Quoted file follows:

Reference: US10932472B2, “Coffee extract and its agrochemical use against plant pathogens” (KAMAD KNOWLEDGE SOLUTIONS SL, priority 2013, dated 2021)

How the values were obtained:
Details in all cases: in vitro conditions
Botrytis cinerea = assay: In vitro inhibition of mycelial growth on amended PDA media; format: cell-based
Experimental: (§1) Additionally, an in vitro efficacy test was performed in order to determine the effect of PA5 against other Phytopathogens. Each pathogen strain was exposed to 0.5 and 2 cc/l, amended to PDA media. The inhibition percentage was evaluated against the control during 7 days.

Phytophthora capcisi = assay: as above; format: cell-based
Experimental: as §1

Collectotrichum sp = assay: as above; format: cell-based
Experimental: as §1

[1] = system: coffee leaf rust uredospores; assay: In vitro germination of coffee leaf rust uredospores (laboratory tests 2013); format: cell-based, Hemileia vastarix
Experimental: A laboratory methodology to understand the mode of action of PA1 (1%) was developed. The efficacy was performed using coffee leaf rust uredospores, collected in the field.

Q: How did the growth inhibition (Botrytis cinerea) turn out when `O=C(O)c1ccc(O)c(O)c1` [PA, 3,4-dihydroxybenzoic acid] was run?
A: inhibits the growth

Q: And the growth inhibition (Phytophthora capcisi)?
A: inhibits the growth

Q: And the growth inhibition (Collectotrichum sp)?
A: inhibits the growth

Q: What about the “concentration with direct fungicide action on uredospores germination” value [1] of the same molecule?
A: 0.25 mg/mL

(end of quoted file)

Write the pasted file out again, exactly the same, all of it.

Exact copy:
Reference: US10932472B2, “Coffee extract and its agrochemical use against plant pathogens” (KAMAD KNOWLEDGE SOLUTIONS SL, priority 2013, dated 2021)

How the values were obtained:
Details in all cases: in vitro conditions
Botrytis cinerea = assay: In vitro inhibition of mycelial growth on amended PDA media; format: cell-based
Experimental: (§1) Additionally, an in vitro efficacy test was performed in order to determine the effect of PA5 against other Phytopathogens. Each pathogen strain was exposed to 0.5 and 2 cc/l, amended to PDA media. The inhibition percentage was evaluated against the control during 7 days.

Phytophthora capcisi = assay: as above; format: cell-based
Experimental: as §1

Collectotrichum sp = assay: as above; format: cell-based
Experimental: as §1

[1] = system: coffee leaf rust uredospores; assay: In vitro germination of coffee leaf rust uredospores (laboratory tests 2013); format: cell-based, Hemileia vastarix
Experimental: A laboratory methodology to understand the mode of action of PA1 (1%) was developed. The efficacy was performed using coffee leaf rust uredospores, collected in the field.

Q: How did the growth inhibition (Botrytis cinerea) turn out when `O=C(O)c1ccc(O)c(O)c1` [PA, 3,4-dihydroxybenzoic acid] was run?
A: inhibits the growth

Q: And the growth inhibition (Phytophthora capcisi)?
A: inhibits the growth

Q: And the growth inhibition (Collectotrichum sp)?
A: inhibits the growth

Q: What about the “concentration with direct fungicide action on uredospores germination” value [1] of the same molecule?
A: 0.25 mg/mL